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Cost analysis backs immediate access to agonist drugs for opioid dependence

November 29, 2017

A new cost-effectiveness study published this month suggests that California, the state that treats the largest population of opioid-dependent individuals, would gain immensely from offering patients immediate access to agonist drug treatments in the public system.

Published online Nov. 21 in the Annals of Internal Medicine, the study states that access to maintenance treatment upon the first treatment visit would save California taxpayers more than $78,000 per patient. The projected savings are based largely on the effects of treatment retention and reduced criminal justice costs. If this approach hypothetically were to be extended to all Californians who started opioid use disorder treatment in 2014, the lifetime savings for this group could be as high as a staggering $3.8 billion, the researchers concluded.

One of the study's co-authors says the results of this cost-effectiveness analysis reinforce the need for extended treatment for the chronic disease of opioid addiction.

“The view that a brief 'detox' with opioid users is meaningful treatment has repeatedly been demonstrated to be incorrect,” says Richard A. Rawson, PhD, retired co-director of UCLA Integrated Substance Abuse Programs. “This study confirms this fact.”

The traditional practice of opioid detox hits home especially in California because, according to state regulations that are still in place, publicly insured patients there must have a demonstrated history of failure with opioid detox before the state will pay for methadone or buprenorphine treatment. Rawson clarifies, however, that “during the past five-plus years, this requirement is routinely waived. Individuals with [opioid use disorder] can be admitted to maintenance treatment without previous detox failures.”

Details of study

The Annals of Internal Medicine study, led by Emanuel Krebs of St. Paul's Hospital in Vancouver, sought to determine the cost-effectiveness of opioid agonist treatment for all treatment patients in comparison to the observed standard of care in California's publicly funded treatment system. In 2014, fewer than half of Californians receiving treatment for an opioid use disorder received methadone or buprenorphine.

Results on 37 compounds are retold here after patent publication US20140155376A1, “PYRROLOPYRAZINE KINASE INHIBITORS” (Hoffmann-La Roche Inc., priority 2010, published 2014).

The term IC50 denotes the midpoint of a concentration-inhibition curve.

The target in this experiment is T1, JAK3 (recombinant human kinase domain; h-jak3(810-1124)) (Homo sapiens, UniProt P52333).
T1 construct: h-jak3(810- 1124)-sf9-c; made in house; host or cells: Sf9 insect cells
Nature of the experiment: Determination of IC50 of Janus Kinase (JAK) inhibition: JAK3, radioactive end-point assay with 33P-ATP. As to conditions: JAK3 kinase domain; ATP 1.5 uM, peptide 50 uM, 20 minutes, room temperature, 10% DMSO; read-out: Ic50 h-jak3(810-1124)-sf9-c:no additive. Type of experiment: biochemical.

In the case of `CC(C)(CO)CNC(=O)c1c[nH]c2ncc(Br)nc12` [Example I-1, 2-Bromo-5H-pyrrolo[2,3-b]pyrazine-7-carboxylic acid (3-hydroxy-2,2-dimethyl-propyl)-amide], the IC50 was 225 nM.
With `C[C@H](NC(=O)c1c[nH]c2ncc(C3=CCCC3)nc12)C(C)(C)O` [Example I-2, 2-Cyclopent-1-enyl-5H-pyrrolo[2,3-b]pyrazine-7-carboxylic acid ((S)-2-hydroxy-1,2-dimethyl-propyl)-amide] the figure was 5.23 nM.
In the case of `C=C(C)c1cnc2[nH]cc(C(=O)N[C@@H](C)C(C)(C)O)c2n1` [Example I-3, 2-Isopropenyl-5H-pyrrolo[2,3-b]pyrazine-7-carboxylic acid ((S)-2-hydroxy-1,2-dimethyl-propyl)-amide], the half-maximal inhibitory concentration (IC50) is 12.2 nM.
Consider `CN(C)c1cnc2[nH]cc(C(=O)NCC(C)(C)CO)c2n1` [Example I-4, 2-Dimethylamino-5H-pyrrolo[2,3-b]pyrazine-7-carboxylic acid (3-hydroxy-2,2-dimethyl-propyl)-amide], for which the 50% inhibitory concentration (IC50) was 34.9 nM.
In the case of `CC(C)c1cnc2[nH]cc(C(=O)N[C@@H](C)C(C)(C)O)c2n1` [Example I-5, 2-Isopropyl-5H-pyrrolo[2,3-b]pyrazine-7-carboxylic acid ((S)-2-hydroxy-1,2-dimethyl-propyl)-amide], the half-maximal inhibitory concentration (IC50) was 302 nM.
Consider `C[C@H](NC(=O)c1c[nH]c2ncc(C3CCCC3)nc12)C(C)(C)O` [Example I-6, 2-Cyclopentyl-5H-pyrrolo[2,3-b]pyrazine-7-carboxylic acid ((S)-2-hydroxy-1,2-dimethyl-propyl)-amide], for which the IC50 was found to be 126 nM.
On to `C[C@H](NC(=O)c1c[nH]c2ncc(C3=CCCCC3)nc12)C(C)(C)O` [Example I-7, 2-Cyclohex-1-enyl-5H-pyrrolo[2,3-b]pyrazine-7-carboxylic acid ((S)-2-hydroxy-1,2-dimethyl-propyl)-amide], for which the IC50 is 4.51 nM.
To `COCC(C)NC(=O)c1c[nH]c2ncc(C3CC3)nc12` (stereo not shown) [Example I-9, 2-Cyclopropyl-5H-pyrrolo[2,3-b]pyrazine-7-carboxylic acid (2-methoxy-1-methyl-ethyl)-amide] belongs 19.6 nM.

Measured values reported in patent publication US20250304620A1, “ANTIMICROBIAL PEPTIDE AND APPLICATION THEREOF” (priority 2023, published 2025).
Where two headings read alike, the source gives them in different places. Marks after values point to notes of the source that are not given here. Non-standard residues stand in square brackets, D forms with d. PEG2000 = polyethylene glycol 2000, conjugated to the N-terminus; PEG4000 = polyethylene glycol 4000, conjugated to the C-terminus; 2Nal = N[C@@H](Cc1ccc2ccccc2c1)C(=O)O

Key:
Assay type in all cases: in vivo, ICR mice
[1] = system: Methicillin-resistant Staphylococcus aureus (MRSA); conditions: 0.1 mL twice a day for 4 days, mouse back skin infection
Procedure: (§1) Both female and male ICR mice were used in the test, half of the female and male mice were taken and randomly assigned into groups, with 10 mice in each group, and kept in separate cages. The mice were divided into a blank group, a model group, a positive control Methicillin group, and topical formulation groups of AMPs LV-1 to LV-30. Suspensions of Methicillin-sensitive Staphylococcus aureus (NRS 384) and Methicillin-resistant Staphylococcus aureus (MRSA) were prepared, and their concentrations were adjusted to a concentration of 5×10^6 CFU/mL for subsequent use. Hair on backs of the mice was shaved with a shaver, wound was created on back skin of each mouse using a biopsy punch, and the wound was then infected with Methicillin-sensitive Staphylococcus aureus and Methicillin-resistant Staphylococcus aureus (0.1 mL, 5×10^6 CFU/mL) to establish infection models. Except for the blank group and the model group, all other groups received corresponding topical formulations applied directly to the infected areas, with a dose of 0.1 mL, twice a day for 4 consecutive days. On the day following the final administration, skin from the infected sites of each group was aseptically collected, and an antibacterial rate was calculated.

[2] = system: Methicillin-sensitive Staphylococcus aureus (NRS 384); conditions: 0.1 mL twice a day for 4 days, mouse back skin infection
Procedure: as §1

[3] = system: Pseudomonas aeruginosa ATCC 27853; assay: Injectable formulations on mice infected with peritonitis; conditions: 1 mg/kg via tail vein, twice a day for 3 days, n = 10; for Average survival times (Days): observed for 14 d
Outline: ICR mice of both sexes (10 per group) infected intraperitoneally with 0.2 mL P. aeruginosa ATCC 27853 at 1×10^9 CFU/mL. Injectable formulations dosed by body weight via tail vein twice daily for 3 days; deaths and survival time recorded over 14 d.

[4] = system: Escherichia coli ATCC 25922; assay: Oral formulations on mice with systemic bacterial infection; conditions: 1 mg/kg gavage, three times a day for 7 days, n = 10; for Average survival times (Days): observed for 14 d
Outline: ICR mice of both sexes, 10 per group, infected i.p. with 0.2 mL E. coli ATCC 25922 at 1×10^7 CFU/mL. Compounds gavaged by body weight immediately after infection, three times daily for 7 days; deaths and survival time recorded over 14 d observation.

The researchers accessed 2006-2010 data from publicly funded treatment and criminal justice records in the state. In their model-based analysis, they concluded that immediate access to agonist therapy resulted in a $78,257 per-patient savings and more quality-adjusted life years than the typical standard of care (medically managed withdrawal). This would amount to a lifetime savings of up to $3.8 billion based on 2014 patient data, the researchers reported.

“The value of publicly funded treatment of opioid use disorder in California is maximized when [opioid agonist treatment] is delivered to all patients presenting for treatment, providing greater health benefits and cost savings than the observed standard of care,” stated the authors of the study, which was funded by the National Institute on Drug Abuse (NIDA).

As with most cost-effectiveness studies, the conclusions ultimately lead to the question of whether policy-makers are willing to support short-term increases in treatment costs in order to incur much larger cost savings later.

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